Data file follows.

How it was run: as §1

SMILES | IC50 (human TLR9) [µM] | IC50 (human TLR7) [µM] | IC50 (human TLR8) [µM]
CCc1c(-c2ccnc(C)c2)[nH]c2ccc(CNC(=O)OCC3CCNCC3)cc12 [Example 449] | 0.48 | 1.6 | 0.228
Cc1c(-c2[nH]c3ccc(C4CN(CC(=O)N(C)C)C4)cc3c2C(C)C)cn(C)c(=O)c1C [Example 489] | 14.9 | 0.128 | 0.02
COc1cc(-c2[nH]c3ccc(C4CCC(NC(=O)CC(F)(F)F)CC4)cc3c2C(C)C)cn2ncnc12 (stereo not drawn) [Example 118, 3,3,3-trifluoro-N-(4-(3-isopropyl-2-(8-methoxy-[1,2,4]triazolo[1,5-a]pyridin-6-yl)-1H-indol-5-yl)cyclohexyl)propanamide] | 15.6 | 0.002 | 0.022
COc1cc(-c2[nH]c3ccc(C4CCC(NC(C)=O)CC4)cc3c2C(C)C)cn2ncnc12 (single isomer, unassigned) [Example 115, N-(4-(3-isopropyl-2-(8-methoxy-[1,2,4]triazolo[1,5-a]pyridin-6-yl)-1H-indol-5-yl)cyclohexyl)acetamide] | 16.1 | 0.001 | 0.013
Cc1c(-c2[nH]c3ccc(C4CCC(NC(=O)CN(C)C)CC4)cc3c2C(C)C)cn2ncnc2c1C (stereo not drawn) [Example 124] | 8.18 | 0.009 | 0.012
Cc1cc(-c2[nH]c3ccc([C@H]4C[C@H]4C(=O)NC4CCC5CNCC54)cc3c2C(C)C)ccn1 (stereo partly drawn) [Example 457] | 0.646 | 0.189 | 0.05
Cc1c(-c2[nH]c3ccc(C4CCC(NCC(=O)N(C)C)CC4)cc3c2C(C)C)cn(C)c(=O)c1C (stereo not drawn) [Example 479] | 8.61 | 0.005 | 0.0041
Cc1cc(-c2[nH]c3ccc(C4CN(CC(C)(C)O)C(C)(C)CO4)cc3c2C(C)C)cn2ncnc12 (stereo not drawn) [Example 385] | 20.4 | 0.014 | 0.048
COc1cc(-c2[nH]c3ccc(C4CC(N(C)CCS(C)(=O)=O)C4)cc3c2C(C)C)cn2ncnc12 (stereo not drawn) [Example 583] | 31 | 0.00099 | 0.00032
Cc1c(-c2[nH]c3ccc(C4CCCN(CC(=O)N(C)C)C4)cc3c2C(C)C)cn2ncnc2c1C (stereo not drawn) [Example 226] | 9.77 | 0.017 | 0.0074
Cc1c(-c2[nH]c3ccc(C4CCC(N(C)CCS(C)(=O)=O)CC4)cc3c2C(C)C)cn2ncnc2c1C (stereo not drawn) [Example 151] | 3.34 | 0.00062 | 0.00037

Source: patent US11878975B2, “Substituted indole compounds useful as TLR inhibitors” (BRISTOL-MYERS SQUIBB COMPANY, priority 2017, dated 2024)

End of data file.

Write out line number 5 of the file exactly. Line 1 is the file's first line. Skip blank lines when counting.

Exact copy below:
COc1cc(-c2[nH]c3ccc(C4CCC(NC(=O)CC(F)(F)F)CC4)cc3c2C(C)C)cn2ncnc12 (stereo not drawn) [Example 118, 3,3,3-trifluoro-N-(4-(3-isopropyl-2-(8-methoxy-[1,2,4]triazolo[1,5-a]pyridin-6-yl)-1H-indol-5-yl)cyclohexyl)propanamide] | 15.6 | 0.002 | 0.022